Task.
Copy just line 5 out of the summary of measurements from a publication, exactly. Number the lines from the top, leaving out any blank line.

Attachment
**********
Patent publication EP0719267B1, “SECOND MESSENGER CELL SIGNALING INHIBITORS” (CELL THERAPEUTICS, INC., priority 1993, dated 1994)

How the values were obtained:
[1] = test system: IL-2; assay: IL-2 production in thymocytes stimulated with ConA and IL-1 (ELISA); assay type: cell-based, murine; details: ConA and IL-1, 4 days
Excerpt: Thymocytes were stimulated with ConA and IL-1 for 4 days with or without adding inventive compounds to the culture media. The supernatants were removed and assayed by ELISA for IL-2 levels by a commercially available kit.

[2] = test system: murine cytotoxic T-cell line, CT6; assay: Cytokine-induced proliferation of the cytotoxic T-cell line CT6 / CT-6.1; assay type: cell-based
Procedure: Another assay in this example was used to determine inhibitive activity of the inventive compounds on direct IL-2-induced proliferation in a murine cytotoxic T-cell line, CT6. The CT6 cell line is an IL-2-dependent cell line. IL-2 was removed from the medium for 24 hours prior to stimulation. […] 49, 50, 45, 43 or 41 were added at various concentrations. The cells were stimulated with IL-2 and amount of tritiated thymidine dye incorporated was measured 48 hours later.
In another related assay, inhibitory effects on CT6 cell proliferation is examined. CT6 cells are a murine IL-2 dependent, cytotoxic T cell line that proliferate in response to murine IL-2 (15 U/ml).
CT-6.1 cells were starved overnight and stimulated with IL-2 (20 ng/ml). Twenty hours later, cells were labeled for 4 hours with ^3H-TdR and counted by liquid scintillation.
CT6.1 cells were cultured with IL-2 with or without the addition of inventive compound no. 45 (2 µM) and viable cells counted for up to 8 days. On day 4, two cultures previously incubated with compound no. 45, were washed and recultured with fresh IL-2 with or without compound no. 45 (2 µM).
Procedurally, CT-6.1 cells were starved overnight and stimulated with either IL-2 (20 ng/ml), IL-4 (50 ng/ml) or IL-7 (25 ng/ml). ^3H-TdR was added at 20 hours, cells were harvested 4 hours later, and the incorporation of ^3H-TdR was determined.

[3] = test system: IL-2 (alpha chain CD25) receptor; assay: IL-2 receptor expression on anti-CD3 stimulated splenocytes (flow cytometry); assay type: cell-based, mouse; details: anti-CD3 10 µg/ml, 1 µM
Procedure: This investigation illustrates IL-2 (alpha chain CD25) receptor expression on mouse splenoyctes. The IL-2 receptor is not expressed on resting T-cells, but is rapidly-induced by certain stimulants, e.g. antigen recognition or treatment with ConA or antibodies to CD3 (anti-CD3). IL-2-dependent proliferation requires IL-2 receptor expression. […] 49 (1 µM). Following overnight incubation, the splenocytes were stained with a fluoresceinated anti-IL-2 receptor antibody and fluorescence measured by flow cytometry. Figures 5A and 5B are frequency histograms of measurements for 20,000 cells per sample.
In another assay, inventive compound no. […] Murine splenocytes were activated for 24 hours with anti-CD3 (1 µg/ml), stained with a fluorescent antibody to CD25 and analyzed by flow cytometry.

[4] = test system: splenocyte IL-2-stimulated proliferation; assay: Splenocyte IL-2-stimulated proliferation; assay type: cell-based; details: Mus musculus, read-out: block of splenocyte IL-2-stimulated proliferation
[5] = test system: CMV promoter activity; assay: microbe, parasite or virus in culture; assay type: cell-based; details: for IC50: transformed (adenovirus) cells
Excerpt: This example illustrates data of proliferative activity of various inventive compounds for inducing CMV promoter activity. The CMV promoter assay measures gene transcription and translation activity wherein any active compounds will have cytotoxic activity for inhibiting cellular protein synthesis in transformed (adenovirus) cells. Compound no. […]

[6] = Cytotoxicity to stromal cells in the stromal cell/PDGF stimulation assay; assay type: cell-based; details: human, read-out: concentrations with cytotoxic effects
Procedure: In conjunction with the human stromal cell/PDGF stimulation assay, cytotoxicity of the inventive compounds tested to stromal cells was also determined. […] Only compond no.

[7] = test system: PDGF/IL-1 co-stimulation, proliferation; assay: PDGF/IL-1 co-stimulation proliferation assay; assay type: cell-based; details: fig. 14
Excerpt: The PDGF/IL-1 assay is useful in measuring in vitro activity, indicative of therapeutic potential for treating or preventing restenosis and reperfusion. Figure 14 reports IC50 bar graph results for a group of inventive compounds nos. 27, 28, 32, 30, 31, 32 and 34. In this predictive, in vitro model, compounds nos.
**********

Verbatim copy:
[2] = test system: murine cytotoxic T-cell line, CT6; assay: Cytokine-induced proliferation of the cytotoxic T-cell line CT6 / CT-6.1; assay type: cell-based